Peter M Howard ::

Winter with Django

02December2006 [webprog]
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The list of things I want to change on this site has just kept on growing for some time now. And it’s now reached a point where, combined with my desire to learn another language (no, not that kind of language), I’ve decided to do a complete ground-up rebuild. It does mean, though, that I won’t touch much on this site until I’ve got a bunch of areas working together nicely (though the intention is that the site will consist of modules that can easily be added and removed, so I could probably get the basics up and start plugging bits into it):

The cool kids are all using Ruby on Rails these days, so I played with it for a week to try figure out if it would suit my purposes. The complete lack of coherent documentation (ie, out of paying for a book, when I don’t even know if I want to continue with the language) was off-putting, and I’ve been hearing some buzz about Django for a while now. Took a brief look at it and I’ve fallen in love. The structure seems a little more elegant, the basics better-documented, and there’s a little more flexibility for working with database structures that don’t quite match the language’s expectations.

Where Rails is a MVC framework for Ruby, Django is similar, but for Python. The two base languages are fairly similar (though support for Python is wider and easier), but Rails tries to hide most of the Ruby, while Django has a straightforward/simplified template syntax, with support to drop into Python anywhere and at any time. The idea of the MVC (model-view-controller) structure is to separate business-logic and presentation, which is a thing of beauty, but Django takes it a little further, splitting the ‘view’ into Templates and Views. So the view is where I handle the presentation-of-data-logic, and the template is simply presentation - the idea being that a designer with no knowledge of the base language could build a Django template - all they’d need is a couple of field names. Breaking up logic and presentation also means there’s generally only one place to go looking when debugging… And, when I’ve been all about separating data and presentation already with XHTML and CSS, Django suits my mindset.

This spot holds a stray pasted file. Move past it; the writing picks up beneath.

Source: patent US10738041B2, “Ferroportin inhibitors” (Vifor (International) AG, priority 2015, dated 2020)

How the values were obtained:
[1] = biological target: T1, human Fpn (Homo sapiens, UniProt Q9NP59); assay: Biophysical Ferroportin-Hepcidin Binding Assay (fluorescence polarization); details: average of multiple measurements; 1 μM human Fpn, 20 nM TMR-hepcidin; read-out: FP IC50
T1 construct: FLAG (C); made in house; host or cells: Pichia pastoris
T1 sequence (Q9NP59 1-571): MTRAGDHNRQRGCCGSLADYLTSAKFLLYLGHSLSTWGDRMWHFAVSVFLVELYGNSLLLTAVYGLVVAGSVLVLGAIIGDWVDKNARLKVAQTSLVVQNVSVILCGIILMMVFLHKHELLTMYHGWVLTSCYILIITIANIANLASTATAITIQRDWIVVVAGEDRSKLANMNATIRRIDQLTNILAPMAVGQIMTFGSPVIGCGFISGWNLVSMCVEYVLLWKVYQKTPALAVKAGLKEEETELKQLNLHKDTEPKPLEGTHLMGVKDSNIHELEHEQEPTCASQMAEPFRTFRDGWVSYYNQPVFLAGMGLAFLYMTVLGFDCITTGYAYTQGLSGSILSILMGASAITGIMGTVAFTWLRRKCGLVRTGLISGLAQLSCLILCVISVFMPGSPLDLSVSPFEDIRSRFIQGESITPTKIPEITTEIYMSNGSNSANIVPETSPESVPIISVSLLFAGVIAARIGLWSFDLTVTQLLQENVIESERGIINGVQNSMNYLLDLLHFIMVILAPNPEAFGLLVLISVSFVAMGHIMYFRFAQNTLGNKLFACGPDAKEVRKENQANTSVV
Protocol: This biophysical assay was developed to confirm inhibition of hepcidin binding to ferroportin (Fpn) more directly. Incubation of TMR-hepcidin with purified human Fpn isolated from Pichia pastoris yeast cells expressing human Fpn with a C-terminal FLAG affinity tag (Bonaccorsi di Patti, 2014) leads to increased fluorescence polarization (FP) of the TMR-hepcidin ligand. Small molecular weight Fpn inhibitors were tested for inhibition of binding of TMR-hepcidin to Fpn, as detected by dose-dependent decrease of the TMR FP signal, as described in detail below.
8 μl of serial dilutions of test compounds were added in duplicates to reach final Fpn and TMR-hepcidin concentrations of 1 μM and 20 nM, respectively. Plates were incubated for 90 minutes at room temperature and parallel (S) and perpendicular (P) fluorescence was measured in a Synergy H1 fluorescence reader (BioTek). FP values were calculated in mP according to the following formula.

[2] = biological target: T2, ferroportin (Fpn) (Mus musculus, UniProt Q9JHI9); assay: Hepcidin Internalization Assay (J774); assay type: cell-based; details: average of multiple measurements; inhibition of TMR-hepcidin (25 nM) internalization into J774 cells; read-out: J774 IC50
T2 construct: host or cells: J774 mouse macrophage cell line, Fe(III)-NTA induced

So I’ve been playing with getting Django working on an old CD-collection system I run locally on PHP; biggest problem is that Django doesn’t support composite primary keys, which is something I use in the database. (Rails doesn’t support them either, but I got as far as displaying the data in Django despite the key limitation, while in Rails I could barely start the application.) Fortunately I use primary keys the way Django expects them throughout wintermute’s system, so I’m hoping the database-interface will actually be easier. Working with a database it doesn’t like has taught me a lot about Django though, so it’s all useful… If I can’t get it working as-is, I’m just going to add a primary key field to the table that uses composites; will take a little work going through and adding IDs (talking a couple thousand rows here), but it may have to be done…

Changes are afoot.